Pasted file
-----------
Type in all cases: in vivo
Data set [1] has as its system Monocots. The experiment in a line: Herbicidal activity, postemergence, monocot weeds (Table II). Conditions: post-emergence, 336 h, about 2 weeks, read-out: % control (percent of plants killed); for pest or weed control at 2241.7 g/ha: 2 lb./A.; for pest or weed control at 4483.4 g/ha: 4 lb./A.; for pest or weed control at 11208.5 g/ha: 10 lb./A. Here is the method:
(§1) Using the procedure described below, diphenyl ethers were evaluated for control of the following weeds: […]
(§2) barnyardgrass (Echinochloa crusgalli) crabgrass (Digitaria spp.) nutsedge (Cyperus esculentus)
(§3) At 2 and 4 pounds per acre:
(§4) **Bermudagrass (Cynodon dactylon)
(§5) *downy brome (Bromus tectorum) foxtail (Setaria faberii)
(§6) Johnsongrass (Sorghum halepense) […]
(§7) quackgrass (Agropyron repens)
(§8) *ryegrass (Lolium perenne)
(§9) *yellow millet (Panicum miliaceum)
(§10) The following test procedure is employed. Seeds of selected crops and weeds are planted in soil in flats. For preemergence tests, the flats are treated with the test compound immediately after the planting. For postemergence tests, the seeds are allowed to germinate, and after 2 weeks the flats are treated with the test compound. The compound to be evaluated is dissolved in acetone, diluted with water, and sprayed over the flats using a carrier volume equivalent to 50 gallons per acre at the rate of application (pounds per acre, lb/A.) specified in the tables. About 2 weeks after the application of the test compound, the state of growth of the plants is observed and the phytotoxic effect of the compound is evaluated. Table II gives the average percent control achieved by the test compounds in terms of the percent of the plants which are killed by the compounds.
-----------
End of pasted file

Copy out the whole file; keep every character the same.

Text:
Type in all cases: in vivo
Data set [1] has as its system Monocots. The experiment in a line: Herbicidal activity, postemergence, monocot weeds (Table II). Conditions: post-emergence, 336 h, about 2 weeks, read-out: % control (percent of plants killed); for pest or weed control at 2241.7 g/ha: 2 lb./A.; for pest or weed control at 4483.4 g/ha: 4 lb./A.; for pest or weed control at 11208.5 g/ha: 10 lb./A. Here is the method:
(§1) Using the procedure described below, diphenyl ethers were evaluated for control of the following weeds: […]
(§2) barnyardgrass (Echinochloa crusgalli) crabgrass (Digitaria spp.) nutsedge (Cyperus esculentus)
(§3) At 2 and 4 pounds per acre:
(§4) **Bermudagrass (Cynodon dactylon)
(§5) *downy brome (Bromus tectorum) foxtail (Setaria faberii)
(§6) Johnsongrass (Sorghum halepense) […]
(§7) quackgrass (Agropyron repens)
(§8) *ryegrass (Lolium perenne)
(§9) *yellow millet (Panicum miliaceum)
(§10) The following test procedure is employed. Seeds of selected crops and weeds are planted in soil in flats. For preemergence tests, the flats are treated with the test compound immediately after the planting. For postemergence tests, the seeds are allowed to germinate, and after 2 weeks the flats are treated with the test compound. The compound to be evaluated is dissolved in acetone, diluted with water, and sprayed over the flats using a carrier volume equivalent to 50 gallons per acre at the rate of application (pounds per acre, lb/A.) specified in the tables. About 2 weeks after the application of the test compound, the state of growth of the plants is observed and the phytotoxic effect of the compound is evaluated. Table II gives the average percent control achieved by the test compounds in terms of the percent of the plants which are killed by the compounds.